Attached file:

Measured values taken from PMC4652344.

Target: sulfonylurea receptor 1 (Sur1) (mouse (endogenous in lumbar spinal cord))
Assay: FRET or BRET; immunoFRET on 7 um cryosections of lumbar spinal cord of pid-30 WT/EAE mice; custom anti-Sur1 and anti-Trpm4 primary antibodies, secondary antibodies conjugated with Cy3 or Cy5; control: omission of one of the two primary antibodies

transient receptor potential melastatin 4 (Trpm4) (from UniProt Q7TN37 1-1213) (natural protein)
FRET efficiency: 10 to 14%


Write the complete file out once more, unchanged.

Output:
Measured values taken from PMC4652344.

Target: sulfonylurea receptor 1 (Sur1) (mouse (endogenous in lumbar spinal cord))
Assay: FRET or BRET; immunoFRET on 7 um cryosections of lumbar spinal cord of pid-30 WT/EAE mice; custom anti-Sur1 and anti-Trpm4 primary antibodies, secondary antibodies conjugated with Cy3 or Cy5; control: omission of one of the two primary antibodies

transient receptor potential melastatin 4 (Trpm4) (from UniProt Q7TN37 1-1213) (natural protein)
FRET efficiency: 10 to 14%